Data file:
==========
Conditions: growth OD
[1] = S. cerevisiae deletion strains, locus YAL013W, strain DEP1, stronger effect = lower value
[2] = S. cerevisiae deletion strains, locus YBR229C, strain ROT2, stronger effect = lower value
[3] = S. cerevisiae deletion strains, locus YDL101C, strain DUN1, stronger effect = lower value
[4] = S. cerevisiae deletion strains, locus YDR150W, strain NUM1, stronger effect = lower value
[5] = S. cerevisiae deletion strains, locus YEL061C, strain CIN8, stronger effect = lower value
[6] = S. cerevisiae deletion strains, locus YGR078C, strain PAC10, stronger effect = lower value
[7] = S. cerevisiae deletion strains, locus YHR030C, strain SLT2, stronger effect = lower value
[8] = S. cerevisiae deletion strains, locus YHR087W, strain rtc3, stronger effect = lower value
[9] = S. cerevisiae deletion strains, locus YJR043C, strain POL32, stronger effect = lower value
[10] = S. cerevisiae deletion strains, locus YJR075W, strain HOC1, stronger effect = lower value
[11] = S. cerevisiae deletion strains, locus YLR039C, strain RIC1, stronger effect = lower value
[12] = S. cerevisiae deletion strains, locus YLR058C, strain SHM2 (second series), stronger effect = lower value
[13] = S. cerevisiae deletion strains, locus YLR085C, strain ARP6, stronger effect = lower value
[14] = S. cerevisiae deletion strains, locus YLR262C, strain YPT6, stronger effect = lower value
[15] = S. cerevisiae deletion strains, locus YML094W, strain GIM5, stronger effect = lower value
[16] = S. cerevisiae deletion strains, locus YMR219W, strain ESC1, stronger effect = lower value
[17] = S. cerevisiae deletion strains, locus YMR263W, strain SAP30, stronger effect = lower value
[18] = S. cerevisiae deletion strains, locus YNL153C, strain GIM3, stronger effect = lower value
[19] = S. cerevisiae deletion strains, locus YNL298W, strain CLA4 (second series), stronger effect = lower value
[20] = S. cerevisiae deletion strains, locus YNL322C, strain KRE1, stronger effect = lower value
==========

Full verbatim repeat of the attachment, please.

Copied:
Conditions: growth OD
[1] = S. cerevisiae deletion strains, locus YAL013W, strain DEP1, stronger effect = lower value
[2] = S. cerevisiae deletion strains, locus YBR229C, strain ROT2, stronger effect = lower value
[3] = S. cerevisiae deletion strains, locus YDL101C, strain DUN1, stronger effect = lower value
[4] = S. cerevisiae deletion strains, locus YDR150W, strain NUM1, stronger effect = lower value
[5] = S. cerevisiae deletion strains, locus YEL061C, strain CIN8, stronger effect = lower value
[6] = S. cerevisiae deletion strains, locus YGR078C, strain PAC10, stronger effect = lower value
[7] = S. cerevisiae deletion strains, locus YHR030C, strain SLT2, stronger effect = lower value
[8] = S. cerevisiae deletion strains, locus YHR087W, strain rtc3, stronger effect = lower value
[9] = S. cerevisiae deletion strains, locus YJR043C, strain POL32, stronger effect = lower value
[10] = S. cerevisiae deletion strains, locus YJR075W, strain HOC1, stronger effect = lower value
[11] = S. cerevisiae deletion strains, locus YLR039C, strain RIC1, stronger effect = lower value
[12] = S. cerevisiae deletion strains, locus YLR058C, strain SHM2 (second series), stronger effect = lower value
[13] = S. cerevisiae deletion strains, locus YLR085C, strain ARP6, stronger effect = lower value
[14] = S. cerevisiae deletion strains, locus YLR262C, strain YPT6, stronger effect = lower value
[15] = S. cerevisiae deletion strains, locus YML094W, strain GIM5, stronger effect = lower value
[16] = S. cerevisiae deletion strains, locus YMR219W, strain ESC1, stronger effect = lower value
[17] = S. cerevisiae deletion strains, locus YMR263W, strain SAP30, stronger effect = lower value
[18] = S. cerevisiae deletion strains, locus YNL153C, strain GIM3, stronger effect = lower value
[19] = S. cerevisiae deletion strains, locus YNL298W, strain CLA4 (second series), stronger effect = lower value
[20] = S. cerevisiae deletion strains, locus YNL322C, strain KRE1, stronger effect = lower value